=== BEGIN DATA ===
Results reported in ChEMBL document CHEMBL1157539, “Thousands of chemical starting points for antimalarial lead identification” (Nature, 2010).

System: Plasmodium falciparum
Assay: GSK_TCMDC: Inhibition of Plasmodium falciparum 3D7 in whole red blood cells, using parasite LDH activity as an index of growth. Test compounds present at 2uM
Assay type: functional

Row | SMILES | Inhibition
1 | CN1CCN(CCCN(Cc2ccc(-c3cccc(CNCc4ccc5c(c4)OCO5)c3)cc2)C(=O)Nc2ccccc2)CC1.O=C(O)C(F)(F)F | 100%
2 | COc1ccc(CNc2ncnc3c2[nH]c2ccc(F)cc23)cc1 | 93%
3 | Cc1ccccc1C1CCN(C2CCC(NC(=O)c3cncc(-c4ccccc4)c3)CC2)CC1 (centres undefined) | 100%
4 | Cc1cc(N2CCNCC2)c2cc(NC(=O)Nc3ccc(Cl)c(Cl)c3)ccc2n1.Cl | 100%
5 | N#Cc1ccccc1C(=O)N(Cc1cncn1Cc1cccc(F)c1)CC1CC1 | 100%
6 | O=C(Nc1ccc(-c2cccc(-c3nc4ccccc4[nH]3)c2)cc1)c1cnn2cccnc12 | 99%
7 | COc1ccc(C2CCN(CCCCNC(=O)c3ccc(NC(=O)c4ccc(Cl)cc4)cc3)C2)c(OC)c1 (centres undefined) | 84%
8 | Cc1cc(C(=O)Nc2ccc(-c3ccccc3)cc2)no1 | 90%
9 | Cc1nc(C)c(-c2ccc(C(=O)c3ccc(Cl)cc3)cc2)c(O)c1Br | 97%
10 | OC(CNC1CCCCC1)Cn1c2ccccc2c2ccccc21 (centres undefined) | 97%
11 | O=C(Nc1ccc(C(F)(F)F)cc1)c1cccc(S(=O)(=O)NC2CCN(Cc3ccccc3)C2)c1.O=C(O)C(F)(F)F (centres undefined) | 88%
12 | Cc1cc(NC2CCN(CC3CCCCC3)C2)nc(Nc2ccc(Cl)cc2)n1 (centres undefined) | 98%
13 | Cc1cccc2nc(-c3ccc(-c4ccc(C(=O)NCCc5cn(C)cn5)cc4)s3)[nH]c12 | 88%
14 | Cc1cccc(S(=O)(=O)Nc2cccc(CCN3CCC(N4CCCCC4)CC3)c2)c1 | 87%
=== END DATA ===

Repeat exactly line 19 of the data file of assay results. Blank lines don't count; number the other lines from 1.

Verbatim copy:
14 | Cc1cccc(S(=O)(=O)Nc2cccc(CCN3CCC(N4CCCCC4)CC3)c2)c1 | 87%